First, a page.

Olfa Amiri, Jalel El Gharbi
According to the age pyramid drawn up by the National Institute of Statistics in Tunis, 54.3% of the adult population is under 30 years of age (http://www.ins.nat.tn/indexfr.php). In spite of the increasing percentage of old people, Tunisia’s population is still fundamentally young. That is why drawing a portrait of Tunisia’s youth involves an investigation of how the country will evolve. The Tunisia of tomorrow will look very much like its young people of today.
The widespread schooling begun after Tunisia gained independence in 1956 yielded results which are more or less visible today. The average young Tunisian has undergone at least 10 years of schooling. In addition there has been a real boom in the number of young Tunisians pursuing University studies. Since the introduction of tertiary qualifications (B.A /M.A /Ph.D), the number of students enrolling at University has seen an unprecedented increase; a phenomenon which can also be explained by the lack of job opportunities. The labour market is too restricted for graduates; likewise the country’s foreign policy is not able to open up job opportunities in the countries of North Africa and the Gulf. Tens of thousands of graduates are looking for work or are working in sectors they have not been trained for. An example is Mohammed Ali, a 24 year-old graduate in Industrial Maintenance who works as a graphics designer in his cousin’s workshop producing posters for advertising.
Contrary to what one might imagine the craze for emigration is a phenomenon which is on the decline, at least amongst young Tunisians. Candidates for emigration are most likely to be found among those with a low level of education. University graduates, if they ever dream of emigrating, choose destinations other than the classic ones: the USA or Canada, for instance, instead of France, Italy or Germany. These latter countries remain very popular in disadvantaged quarters where people still think of Europe as an Eldorado.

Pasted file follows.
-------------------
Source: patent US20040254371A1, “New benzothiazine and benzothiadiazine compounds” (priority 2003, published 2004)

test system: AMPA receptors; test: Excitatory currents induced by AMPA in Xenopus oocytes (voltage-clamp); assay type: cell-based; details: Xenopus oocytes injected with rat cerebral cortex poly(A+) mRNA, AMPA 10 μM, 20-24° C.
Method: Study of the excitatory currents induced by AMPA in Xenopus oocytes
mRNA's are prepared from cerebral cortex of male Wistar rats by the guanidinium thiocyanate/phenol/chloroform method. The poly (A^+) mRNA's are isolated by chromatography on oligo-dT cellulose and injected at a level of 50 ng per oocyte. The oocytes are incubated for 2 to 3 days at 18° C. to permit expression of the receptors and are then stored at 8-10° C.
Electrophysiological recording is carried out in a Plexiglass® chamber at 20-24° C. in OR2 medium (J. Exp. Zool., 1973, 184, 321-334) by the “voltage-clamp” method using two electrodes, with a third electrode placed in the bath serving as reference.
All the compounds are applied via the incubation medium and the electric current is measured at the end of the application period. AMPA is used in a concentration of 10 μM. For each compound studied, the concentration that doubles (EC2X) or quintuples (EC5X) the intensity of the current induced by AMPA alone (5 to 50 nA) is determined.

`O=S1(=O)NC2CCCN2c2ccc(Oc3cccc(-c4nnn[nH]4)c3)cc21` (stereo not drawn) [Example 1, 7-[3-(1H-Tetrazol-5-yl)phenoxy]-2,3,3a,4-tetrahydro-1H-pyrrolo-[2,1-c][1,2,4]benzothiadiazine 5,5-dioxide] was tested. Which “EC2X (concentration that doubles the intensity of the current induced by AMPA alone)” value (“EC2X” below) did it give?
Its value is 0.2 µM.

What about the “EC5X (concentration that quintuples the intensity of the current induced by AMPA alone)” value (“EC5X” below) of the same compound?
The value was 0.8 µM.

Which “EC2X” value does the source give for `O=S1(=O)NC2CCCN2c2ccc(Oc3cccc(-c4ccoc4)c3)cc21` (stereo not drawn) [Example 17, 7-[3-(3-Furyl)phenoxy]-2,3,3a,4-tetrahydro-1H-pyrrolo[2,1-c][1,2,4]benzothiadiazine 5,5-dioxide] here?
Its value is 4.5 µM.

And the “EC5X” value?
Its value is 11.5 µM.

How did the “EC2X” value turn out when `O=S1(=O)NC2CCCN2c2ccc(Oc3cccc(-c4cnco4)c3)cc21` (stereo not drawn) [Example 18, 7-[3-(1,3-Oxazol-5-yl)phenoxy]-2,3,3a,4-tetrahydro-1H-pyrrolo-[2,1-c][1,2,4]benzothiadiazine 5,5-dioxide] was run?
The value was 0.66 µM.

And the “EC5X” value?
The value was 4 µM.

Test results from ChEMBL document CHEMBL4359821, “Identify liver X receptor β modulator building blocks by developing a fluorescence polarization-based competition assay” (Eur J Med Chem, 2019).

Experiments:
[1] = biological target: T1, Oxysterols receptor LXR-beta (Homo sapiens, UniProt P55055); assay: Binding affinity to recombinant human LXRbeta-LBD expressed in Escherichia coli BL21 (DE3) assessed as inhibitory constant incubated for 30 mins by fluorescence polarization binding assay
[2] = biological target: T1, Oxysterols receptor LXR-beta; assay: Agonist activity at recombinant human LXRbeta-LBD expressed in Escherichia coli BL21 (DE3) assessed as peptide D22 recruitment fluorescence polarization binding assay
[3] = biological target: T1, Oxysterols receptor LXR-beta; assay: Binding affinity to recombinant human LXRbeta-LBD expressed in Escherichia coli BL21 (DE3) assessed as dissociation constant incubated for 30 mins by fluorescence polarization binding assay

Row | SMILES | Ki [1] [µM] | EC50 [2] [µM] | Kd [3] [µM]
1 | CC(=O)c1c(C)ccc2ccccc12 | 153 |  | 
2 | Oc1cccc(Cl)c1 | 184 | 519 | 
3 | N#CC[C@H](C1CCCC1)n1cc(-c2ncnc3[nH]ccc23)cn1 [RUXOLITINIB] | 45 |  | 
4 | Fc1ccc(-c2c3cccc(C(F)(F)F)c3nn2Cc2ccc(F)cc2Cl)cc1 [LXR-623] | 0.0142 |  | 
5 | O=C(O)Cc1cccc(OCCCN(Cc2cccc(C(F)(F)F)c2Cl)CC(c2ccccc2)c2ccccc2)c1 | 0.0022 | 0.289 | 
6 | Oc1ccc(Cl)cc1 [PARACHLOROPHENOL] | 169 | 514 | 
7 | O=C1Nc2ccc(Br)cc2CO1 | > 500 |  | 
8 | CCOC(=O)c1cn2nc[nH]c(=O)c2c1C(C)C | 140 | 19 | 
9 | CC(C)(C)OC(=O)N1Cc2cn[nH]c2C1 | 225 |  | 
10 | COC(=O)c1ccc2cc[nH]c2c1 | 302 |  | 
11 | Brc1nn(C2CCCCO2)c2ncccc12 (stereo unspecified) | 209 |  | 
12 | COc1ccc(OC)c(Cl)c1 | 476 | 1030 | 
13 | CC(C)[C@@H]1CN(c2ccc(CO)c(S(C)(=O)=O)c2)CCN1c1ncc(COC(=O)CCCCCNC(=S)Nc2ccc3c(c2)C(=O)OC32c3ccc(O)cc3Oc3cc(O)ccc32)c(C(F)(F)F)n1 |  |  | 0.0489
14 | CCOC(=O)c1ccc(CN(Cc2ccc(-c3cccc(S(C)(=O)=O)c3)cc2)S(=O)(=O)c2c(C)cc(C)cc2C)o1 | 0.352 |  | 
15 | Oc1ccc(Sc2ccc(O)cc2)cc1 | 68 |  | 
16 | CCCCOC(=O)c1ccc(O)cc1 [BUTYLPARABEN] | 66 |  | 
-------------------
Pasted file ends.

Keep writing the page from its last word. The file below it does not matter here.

In addition to the above we need to understand a new phenomenon which is emerging – young girls too are now dreaming of emigration. The range of people wanting to emigrate is getting wider. Emigration for some underprivileged milieux has become a reason for existing. The case of Sebti is an excellent illustration of this. A 27 year- old who left school at the age of ten, he drives a donkey cart in Sbeitla, one of the most disadvantaged towns in Tunisia. He transports goods and people to make a living. Sebti has to support his five sisters and three brothers. He dreams of emigrating. He says that he is suffering hardship and that he is ready to steal the sum of three thousand dinars (about 1600 euros) to collect enough money to pay a smuggler to get him out of Tunisia and take him to Italy. Sebti is not intending to settle in Italy; he’s just counting on saving up enough money to open a café in Sbeitla. Sebti’s dream is very much like that of his whole generation. A job in the civil service is no longer a young person’s dream. Raised in an era of economic liberalism, starting a new business of their own is this generation’s ideal. However, when it comes to social structure this generation is quite conservative; with the exception of the few who would love to have a relationship without ties, the majority still see themselves as getting married and starting a family. All this seems to mirror the country as a whole.